There is no question that the treatment of choice for ectopic pregnancy is surgery. However, since some ectopic pregnancies terminate in tubal abortion or complete resorption, it is questionable whether surgery is necessary in every case. Some patients can be managed by monitoring rising or falling levels of β-human chorionic gonadotropin (β-HCG) until tubal abortion or resorption occurs. This approach, which may be the best means of preserving tubal function and fertility, was used in 14 patients who fulfilled extremely selective criteria. In some of the patients, surgery later proved to be necessary, but in 11 nonsurgical management was followed by a fall in β-HCG levels, and there were no further untoward effects. Three of these patients subsequently developed intrauterine pregnancies, and one patient had a repeat ectopic.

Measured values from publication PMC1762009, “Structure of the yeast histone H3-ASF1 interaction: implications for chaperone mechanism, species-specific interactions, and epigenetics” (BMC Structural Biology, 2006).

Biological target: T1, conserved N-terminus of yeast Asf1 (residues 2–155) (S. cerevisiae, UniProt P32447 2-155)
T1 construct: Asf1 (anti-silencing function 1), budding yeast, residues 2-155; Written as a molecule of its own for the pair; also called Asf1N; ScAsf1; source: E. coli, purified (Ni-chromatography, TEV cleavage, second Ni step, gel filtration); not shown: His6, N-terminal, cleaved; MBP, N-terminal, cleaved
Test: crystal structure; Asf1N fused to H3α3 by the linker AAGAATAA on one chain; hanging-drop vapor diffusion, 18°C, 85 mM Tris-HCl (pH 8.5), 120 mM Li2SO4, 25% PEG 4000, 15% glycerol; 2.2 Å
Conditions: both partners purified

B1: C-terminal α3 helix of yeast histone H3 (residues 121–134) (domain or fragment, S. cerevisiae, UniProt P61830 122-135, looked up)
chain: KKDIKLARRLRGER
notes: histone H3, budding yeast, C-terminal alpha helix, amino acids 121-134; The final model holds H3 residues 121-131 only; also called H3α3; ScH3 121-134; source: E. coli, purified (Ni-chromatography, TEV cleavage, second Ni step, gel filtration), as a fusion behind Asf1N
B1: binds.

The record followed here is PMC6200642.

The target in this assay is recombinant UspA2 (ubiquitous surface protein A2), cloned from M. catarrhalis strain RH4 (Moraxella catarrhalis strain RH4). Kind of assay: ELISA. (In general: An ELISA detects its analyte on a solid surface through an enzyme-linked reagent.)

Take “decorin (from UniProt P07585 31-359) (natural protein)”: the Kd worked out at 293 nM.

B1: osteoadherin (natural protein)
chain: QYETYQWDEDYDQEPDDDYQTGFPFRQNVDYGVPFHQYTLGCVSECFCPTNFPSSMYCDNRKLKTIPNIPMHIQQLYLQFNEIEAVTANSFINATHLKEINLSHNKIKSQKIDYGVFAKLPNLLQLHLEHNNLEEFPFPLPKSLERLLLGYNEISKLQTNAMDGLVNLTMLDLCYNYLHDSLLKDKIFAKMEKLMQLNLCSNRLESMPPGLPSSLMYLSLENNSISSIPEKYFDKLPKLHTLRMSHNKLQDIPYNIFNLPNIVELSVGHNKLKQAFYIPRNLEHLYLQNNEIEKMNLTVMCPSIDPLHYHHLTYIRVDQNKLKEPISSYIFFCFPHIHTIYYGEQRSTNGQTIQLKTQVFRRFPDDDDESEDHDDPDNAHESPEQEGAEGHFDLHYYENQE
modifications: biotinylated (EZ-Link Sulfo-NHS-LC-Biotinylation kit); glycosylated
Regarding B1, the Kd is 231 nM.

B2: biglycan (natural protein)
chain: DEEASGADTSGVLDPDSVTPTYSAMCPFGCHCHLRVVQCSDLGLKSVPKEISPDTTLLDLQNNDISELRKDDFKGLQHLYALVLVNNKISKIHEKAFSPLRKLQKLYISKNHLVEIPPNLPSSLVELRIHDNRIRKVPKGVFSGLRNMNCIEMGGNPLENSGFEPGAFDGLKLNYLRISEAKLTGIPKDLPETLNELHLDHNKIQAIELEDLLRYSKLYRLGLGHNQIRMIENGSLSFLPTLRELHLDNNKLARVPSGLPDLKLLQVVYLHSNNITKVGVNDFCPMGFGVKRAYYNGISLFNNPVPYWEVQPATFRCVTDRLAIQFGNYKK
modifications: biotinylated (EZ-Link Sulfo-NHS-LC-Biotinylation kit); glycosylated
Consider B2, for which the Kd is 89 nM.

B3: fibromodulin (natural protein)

|Number of pages||4|
|Journal||The Journal of reproductive medicine|
|State||Published - 1986|